Cowell, Samuel Houghton (DNB00)
COWELL, SAMUEL HOUGHTON (1820–1864), actor and comic singer, son of Joseph Leathley Cowell [q. v.] by his first wife (a sister of William Henry Murray of Edinburgh, and thus connected with the Siddons family), was born in London on 5 April 1820, taken by his father to America in 1822, and educated in a military academy at Mount Airey, near Philadelphia. He made great progress in his few years of steady education, but at nine years of age first appeared on the stage at Boston, U.S., in 1829 as Crack in T. Knight's ‘Turnpike Gate,’ for his father's benefit, singing with him the duet ‘When off in curricle we go, Mind I'm a dashing buck, friend Joe.’ From that time onward he earned his own living, was hailed as ‘the young American Roscius,’ and acted in all the chief theatres of the United States; some of his other characters being Chick, Matty Marvellous, Bombastes Furioso, and one of the Dromios, his father playing the other, and. declaring that ‘Sam is me at the small end of a telescope.’ He went to England, and appeared at the Edinburgh Theatre Royal and the Adelphi, under the management of his uncle, W. H. Murray. He became an established favourite, not only as an actor, but as a comic singer between the acts. On 5 Nov. 1842 he married Emilie Marguerite Ebsworth, daughter of a highly esteemed dramatist and teacher of music. Nine children were the fruit of the union, of whom two daughters, Sydney and Florence, with one of the six sons, Joseph, afterwards adopted the stage professionally, and with success. After remaining four years in Edinburgh he went to London on an engagement for three years, with Benjamin Webster, at the Adelphi, but soon abandoned this, and made his first appearance on 15 July 1844 as Alessio in ‘La Sonnambula’ at the Surrey Theatre. Before 1848 he removed to the Olympic as stock comedian under Bolton's management; then for two years to the Princess's, under James Maddox, playing second to Compton; next to Covent Garden, under Alfred Bunn, taking Harley's class of business; and afterwards to Glasgow, under his old friend Edmund Glover, with other engagements at Belfast and Dublin. Everywhere a favourite, flattered and tempted towards conviviality, and naturally restless, he grew tired of dramatic study, always arduous in the provinces, where a frequent change of performances is necessary, and determined to devote himself to character singing. His ‘Billy Barlow,’ ‘Lord Lovel,’ ‘Yaller Busha Belle,’ ‘Corn Cobs,’ ‘Molly the Betrayed,’ ‘The Railway Porter,’ ‘The Ratcatcher's Daughter,’ ‘Clara Cline’ (one of the sweetest and best of his own compositions), ‘Robinson Crusoe,’ and the burlesque ditties of ‘Alonzo the Brave’ and ‘Richard the Third,’ &c., were embodied with so much dramatic spirit, in appropriate costume, with his rich voice and power of mimicry, that he virtually founded a new class of drawing-room entertainment, and gave such satisfaction that ‘Evans's’ of Covent Garden (‘Paddy Green's’) and Charles Morton's Canterbury Hall owed chiefly to him their popularity. He has been hailed as the virtual founder of the music-hall entertainment. He joined Conquest at the Royal Grecian, enacting ‘Nobody’ with a ‘buffo’ song in E. Laman Blanchard's extravaganza of ‘Nobody in London,’ playfully satirising the Great Exhibition excitement of 1851. He twice appeared at Windsor Castle before her majesty at her court theatricals. In August 1852 he was at St. James's Theatre. In 1860, after immense success in provincial towns, he returned to America. The vessel encountered such stormy weather that his health was permanently injured. He had been wonderfully robust, but the seeds of consumption became rapidly developed after his return to London in 1862. Always of singularly amiable disposition, devoid of jealousy or malice, and of domestic habits, although with such genial sociality that his company was sought and welcomed everywhere, he was invited to Blandford in Dorsetshire, to recruit his health if possible, by his friend, Mr. Robert Eyers of the Crown Hotel. He was kindly received, but soon afterwards died, on 11 March 1864. He was buried in the cemetery at Blandford on 15 March, and a monument has been erected by his friends. Few comedians have been better loved, or, on the whole, passed through life so successfully. Collections of ‘Sam Cowell's Songs,’ and photographic portraits of him in character, used to be enormously numerous, and popular. Wherever he went he was loved, and by all who had known him he was mourned. His only fault was improvidence. An excellent full-length portrait of him as ‘Billy Barlow’ was painted in oils by Richard Alexander, Edinburgh, 1842.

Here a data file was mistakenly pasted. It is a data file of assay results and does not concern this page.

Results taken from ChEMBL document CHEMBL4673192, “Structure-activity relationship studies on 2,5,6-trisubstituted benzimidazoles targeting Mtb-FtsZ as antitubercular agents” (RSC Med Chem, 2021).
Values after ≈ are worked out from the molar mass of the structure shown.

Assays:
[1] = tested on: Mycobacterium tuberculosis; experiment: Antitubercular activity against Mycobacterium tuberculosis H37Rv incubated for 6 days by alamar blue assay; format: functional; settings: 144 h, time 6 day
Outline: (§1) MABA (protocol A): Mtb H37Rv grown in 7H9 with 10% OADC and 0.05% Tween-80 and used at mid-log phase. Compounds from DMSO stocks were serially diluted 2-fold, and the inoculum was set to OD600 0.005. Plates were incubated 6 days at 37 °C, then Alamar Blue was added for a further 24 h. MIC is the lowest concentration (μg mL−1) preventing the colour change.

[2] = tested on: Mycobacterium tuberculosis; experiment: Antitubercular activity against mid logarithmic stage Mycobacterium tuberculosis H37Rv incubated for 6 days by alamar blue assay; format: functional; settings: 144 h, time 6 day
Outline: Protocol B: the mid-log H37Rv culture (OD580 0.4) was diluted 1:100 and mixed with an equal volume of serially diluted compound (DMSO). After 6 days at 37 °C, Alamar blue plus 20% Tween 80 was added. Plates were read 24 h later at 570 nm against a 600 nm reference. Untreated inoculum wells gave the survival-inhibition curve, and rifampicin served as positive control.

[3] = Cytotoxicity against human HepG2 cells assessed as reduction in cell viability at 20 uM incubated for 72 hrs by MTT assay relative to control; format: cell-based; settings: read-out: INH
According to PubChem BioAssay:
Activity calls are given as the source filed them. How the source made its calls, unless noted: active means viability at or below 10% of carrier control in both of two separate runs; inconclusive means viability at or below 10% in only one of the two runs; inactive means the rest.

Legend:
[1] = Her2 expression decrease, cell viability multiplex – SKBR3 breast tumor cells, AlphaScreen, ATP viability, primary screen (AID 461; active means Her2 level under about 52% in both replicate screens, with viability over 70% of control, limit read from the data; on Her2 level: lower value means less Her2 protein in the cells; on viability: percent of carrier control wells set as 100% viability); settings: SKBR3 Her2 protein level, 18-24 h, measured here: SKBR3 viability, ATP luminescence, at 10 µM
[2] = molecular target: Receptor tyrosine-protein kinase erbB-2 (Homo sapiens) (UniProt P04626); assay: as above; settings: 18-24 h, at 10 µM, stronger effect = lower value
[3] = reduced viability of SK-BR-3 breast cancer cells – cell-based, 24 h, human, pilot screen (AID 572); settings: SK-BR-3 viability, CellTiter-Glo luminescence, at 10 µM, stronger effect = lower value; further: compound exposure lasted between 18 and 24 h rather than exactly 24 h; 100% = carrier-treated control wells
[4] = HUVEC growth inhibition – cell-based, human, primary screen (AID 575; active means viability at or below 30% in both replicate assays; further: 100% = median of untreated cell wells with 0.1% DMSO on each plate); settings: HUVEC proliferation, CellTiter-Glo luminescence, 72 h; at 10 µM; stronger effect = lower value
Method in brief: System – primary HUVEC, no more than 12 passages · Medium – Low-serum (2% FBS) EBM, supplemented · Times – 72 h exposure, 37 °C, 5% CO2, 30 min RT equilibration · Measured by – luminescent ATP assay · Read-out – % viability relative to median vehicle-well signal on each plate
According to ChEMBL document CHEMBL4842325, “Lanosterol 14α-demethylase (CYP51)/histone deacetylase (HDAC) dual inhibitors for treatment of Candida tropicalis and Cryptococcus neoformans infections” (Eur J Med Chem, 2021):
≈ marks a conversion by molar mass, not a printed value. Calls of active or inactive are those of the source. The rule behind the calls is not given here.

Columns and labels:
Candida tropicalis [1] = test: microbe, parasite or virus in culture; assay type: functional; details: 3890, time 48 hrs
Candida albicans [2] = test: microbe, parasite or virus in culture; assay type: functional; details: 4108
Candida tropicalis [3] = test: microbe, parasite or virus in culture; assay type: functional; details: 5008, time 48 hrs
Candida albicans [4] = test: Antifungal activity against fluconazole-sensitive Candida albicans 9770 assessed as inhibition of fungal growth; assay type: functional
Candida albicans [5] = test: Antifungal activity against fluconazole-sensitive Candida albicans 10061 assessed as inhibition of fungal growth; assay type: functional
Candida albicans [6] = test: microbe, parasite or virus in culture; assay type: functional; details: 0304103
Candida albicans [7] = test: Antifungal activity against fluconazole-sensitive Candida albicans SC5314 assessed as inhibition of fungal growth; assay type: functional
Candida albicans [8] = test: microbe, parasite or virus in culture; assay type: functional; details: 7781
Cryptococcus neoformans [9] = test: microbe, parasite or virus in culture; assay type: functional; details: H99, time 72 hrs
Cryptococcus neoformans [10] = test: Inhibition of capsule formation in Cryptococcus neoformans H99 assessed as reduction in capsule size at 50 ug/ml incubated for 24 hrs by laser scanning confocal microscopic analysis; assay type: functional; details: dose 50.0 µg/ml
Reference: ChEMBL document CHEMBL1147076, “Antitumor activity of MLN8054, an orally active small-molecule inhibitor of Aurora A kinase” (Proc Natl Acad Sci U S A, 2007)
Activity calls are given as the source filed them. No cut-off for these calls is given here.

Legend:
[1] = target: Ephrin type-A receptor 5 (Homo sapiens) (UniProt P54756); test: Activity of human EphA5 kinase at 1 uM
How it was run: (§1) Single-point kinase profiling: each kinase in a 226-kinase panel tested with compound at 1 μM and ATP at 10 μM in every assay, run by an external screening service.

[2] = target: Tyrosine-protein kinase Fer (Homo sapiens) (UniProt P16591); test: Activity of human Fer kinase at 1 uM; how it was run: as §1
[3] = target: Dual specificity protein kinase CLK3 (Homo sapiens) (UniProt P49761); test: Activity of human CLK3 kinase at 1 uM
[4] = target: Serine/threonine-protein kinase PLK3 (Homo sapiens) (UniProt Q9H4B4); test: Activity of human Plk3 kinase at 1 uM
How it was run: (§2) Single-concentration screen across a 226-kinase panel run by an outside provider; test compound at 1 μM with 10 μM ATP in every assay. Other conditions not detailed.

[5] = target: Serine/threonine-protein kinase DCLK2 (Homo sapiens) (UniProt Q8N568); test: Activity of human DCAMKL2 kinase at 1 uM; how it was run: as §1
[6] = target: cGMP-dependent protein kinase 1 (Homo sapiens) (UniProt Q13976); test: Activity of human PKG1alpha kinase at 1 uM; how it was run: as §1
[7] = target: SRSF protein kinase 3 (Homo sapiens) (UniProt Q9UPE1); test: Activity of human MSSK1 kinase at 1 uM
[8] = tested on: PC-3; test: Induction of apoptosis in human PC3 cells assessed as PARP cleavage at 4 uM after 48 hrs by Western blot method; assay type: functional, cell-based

[Personal knowledge; Scotsman and the Era, chiefly of 1864; private memoranda; brief Sketch of the Life of Sam Cowell, prefixed to Sam Cowell's Collection of Comic Songs, Edinburgh, 1853.]